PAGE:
The nicest people I’ve ever been kidnapped by

Yesterday evening I had an unexpected adventure. I’m glad to be alive to tell you about it today.

In the late afternoon, out of the blue, I got a phone call from The Brother. Who happens to be one of my own brothers. He said that him and his gang were coming to kidnap me from my apartment, and I didn’t have any say in the matter. I knew better than to argue, though I pleaded for 15 extra minutes so I could toss myself into the shower and out again before my kidnappers arrived to drag me away, and he agreed. The Brother is a big dude, but he’s a pushover compared to the rest of the gang that was coming for me.

At 7:15, the car pulled up outside. I was a little late to emerge, but they were very patient, waiting right outside my front door. I didn’t try to make a run for it out the back; I know better.

I slung my canvas chair and some blankets out to the car, as I had been instructed. The Brother was driving; SassyMama was behind him in the back seat. And sitting beside her was the one to really look out for, if you know what’s good for you. Smiles the Kid.

I’ve known Smiles for a long time; pretty much his entire life, you could say. He used to make me dance when I’d come into his place — you know, like the clichéd thing from old westerns, where some tough outlaw shoots at someone’s feet and tells them to dance? Like that. Except with less gunfire, and a much greater possibility of stuffed-animal involvement.

I had to get into the passenger seat, right in front of Smiles, who was ensconced in his special chair as always. It’s not enough for Smiles to sit in the back, like gangsters and high-powered business types always do; oh no, he’s got to have his own chair, so he sits higher than anyone else in the car (though he still ends up being the shortest one — but I wouldn’t tell him that). Smiles smiled, as he does, and we set off across country. Listening to music for kids, chatting politely with The Brother and SassyMama, but really there to obey Smiles. If he wants a hand-puppet to pop up over the seatback in front of him and talk in a silly voice, well, that’s what you do. If he wants to see a little two-finger walking person hop around on the seatback and on the sill of his door and be goofy, you listen. The sun had the audacity to shine in Smiles’s eyes partway there; he told it off straight away. “Get out of here, sun!” You know someone’s got pull when they tell the sun what to do.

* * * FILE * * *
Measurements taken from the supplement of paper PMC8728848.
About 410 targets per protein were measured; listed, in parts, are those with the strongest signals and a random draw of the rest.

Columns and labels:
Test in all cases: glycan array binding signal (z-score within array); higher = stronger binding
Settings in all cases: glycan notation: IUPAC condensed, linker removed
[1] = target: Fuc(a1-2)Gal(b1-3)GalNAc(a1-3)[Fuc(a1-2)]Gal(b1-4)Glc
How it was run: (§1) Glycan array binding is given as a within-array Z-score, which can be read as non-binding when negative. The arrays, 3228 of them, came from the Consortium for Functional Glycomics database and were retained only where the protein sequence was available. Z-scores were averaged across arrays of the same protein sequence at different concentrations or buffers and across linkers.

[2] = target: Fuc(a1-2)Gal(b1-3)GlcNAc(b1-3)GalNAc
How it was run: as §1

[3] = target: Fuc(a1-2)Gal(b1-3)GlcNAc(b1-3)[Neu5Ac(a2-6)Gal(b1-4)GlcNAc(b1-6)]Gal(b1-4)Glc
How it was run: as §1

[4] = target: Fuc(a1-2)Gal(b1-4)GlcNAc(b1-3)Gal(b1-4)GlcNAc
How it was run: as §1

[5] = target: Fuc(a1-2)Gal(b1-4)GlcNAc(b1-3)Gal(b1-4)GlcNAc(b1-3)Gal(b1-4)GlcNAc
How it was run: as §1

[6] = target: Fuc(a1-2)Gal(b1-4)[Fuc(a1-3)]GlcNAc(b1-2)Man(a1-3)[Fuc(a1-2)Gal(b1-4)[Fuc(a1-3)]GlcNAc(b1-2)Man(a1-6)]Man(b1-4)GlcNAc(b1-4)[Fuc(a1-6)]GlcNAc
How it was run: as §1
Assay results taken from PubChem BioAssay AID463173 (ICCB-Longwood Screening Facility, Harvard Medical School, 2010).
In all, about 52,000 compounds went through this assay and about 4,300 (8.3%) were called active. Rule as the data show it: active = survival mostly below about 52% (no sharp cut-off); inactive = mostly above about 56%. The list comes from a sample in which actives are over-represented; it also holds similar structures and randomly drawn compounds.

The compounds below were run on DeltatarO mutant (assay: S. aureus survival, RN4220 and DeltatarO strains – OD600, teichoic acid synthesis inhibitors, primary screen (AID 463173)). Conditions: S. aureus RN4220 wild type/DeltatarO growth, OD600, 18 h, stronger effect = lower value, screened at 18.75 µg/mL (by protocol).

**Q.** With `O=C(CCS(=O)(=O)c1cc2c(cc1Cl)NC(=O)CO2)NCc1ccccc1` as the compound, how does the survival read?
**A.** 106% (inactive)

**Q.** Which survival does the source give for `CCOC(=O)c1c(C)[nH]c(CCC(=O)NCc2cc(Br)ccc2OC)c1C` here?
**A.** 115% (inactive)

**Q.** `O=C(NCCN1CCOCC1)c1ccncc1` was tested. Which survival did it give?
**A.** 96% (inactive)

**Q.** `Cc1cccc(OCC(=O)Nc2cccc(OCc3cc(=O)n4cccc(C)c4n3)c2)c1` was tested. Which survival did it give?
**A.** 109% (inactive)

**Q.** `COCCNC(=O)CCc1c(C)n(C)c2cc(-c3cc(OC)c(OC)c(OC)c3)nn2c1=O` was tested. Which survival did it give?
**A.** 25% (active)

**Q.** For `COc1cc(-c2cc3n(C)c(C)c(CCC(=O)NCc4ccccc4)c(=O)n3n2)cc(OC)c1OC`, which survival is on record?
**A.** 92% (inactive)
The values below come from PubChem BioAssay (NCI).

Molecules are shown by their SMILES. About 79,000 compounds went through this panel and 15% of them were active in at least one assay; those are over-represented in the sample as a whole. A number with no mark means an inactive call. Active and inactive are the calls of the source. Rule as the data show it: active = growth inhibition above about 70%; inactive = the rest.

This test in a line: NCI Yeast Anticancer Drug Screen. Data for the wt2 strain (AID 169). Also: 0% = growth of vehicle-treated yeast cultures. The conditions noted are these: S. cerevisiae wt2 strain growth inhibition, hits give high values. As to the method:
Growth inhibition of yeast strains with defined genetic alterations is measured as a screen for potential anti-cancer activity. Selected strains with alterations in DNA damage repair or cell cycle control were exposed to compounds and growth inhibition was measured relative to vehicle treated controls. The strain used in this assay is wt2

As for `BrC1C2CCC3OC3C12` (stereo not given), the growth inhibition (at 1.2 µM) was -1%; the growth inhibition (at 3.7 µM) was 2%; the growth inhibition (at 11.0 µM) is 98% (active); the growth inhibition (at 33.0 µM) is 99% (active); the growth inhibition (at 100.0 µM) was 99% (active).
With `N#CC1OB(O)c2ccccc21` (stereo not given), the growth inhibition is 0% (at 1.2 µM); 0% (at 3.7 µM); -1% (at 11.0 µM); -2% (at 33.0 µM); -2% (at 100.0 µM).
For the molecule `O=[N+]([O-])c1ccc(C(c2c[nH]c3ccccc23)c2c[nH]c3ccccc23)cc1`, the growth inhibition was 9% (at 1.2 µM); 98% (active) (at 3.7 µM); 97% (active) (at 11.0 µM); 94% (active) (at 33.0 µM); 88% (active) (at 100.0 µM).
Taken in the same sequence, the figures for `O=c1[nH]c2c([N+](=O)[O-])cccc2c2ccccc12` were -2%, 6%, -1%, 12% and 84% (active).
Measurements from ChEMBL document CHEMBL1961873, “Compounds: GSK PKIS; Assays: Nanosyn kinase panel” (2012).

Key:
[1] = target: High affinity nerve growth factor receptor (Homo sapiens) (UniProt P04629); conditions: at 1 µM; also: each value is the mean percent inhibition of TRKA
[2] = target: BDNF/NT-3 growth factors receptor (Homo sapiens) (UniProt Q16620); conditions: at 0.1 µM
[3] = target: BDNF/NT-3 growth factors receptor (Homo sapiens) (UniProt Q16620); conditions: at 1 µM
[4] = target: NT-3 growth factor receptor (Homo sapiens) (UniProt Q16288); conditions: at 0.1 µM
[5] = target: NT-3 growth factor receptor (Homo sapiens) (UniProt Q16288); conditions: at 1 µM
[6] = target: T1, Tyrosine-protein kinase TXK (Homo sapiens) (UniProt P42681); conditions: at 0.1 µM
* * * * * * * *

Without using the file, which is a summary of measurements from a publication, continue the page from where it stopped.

(The sun didn’t actually listen to him, I have to say. Tough old ball of fire; I guess it’s been around long enough to have heard plenty of two-year-old trash talk in its day. Better it than me, is all I have to say.)

It took a while, but eventually we got off the highway, headed into a small town, turned right at the square and headed straight back out again. On the edge of town we joined a long line of cars, which displeased Smiles. He demanded to know why we had to wait, asking “Why??” over and over. The Brother and SassyMama tried to appease him; I had to do the hand-puppet routines again, which mollified him most of the way to the front. We finally got our chance to pass the gate, wind our way through the treeline and into a field, where The Brother pulled up. Many cars had already parked; others were still coming in. It seemed we would have some time to kill. Gulp.